Correlation techniques are another classification of techniques that can be used by economists. These techniques help economists better understand the degree to which two variables are consistently related. For example, correlation can help one understand the relationship between various economic indicators and purchasing behavior. Correlation coefficients show the degree of relationship between the two variables, and vary between 0.0 and 1.0. A correlation of 1.0 shows that the variables are completely related: a change in the value of one variable will signify a corresponding change in the other variable. A correlation of 0.0, on the other hand, shows that there is no relationship between the two variables: knowing the value of one variable tells nothing about the value of the other variable. A correlation coefficient also signifies how the two variables are related. If the correlation coefficient is positive, then as the value of one variable increases so does the value of the other variable. A negative correlation, on the other hand, means that as the value of one variable increases the value of the other variable decreases.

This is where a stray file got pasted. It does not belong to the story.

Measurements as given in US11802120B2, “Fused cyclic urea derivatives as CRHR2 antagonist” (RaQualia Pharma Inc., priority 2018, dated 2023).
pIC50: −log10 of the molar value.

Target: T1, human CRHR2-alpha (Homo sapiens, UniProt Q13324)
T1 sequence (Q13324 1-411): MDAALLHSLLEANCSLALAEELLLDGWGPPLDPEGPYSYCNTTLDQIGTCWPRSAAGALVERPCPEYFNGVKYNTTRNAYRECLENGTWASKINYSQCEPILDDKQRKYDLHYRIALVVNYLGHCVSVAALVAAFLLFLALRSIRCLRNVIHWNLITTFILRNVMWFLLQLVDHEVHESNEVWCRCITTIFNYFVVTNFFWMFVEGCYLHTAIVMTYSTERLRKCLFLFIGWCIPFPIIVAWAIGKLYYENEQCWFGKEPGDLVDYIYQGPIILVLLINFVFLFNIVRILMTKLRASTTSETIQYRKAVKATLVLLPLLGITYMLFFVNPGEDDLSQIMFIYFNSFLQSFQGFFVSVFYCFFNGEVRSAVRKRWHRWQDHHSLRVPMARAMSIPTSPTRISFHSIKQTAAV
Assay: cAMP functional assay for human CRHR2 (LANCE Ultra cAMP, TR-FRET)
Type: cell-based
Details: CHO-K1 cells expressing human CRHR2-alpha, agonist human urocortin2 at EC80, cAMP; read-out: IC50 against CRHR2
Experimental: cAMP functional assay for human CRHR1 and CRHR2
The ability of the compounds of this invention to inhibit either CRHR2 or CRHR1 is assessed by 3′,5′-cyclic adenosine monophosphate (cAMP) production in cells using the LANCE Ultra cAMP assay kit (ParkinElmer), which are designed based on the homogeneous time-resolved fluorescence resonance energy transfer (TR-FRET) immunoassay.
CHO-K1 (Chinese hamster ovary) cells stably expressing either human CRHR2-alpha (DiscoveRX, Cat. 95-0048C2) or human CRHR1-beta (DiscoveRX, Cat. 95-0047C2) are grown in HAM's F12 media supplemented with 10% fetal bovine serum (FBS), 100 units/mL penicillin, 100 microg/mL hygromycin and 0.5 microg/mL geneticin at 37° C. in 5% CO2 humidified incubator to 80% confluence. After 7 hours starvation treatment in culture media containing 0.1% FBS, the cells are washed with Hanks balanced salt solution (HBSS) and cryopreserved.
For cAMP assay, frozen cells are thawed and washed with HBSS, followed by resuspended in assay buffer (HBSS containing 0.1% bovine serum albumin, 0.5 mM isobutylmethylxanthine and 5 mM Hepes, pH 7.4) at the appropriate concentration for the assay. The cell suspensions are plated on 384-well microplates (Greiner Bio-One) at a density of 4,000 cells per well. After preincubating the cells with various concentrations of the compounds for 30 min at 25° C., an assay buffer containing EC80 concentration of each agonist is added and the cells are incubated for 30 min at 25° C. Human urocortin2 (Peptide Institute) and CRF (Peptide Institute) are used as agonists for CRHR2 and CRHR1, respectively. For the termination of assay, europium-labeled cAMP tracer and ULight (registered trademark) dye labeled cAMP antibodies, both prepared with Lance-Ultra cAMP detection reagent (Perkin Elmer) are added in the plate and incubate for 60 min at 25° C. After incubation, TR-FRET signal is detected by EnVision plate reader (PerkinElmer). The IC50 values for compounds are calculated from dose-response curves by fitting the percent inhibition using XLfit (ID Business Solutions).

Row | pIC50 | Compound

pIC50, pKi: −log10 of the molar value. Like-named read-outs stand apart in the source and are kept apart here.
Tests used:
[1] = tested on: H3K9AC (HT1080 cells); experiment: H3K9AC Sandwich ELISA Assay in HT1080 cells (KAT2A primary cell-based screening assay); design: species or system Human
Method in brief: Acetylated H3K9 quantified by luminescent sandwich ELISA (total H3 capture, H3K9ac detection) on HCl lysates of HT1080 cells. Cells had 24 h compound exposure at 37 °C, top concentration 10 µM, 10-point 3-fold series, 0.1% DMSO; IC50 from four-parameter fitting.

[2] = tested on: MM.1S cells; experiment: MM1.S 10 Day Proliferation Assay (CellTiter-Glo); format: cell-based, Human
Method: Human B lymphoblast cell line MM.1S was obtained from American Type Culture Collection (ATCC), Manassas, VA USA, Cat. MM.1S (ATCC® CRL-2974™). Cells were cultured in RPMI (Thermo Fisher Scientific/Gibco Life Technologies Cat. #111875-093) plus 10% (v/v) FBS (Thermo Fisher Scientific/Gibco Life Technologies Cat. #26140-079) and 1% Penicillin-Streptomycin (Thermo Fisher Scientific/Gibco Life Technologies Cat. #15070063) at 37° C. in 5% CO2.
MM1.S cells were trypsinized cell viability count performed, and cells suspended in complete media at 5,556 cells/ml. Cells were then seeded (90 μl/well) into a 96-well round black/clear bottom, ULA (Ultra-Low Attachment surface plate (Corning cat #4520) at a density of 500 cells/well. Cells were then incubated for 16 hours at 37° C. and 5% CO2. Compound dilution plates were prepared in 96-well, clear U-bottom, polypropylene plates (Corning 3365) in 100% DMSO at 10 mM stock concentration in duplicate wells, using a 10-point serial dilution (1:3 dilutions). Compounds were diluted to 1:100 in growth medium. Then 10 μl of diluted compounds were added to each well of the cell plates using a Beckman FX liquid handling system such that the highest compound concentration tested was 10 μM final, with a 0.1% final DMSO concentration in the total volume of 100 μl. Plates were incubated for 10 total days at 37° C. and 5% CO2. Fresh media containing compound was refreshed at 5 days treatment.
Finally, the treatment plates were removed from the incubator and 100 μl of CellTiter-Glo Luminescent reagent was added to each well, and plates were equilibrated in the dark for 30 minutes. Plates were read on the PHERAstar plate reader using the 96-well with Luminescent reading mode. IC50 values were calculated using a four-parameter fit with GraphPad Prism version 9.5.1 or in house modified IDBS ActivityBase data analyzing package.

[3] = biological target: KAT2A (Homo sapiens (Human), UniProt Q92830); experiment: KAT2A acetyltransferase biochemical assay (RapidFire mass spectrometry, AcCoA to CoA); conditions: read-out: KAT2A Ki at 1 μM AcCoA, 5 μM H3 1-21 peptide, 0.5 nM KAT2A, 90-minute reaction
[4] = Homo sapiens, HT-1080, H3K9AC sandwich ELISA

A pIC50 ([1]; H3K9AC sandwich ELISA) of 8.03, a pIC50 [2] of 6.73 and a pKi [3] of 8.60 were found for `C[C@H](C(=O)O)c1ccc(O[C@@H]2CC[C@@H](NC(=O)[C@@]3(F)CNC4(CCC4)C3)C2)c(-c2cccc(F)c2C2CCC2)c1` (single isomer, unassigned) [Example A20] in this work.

Analysis of Variance
Another family of inferential techniques that is used for analyzing data in applied settings is analysis of variance (ANOVA). This family of techniques is used to analyze the joint and separate effects of multiple independent variables on a single dependent variable and to determine the statistical significance of the effect. Multivariate analysis of variance (MANOVA) is an extension of this set of techniques that allows economists to test hypotheses on more complex problems involving the simultaneous effects of multiple independent variables on multiple dependent variables. The work of Kureshi, Sood, and Koshy (2009) offers an example of how analysis of variance can be...
(The entire section is 2838 words.)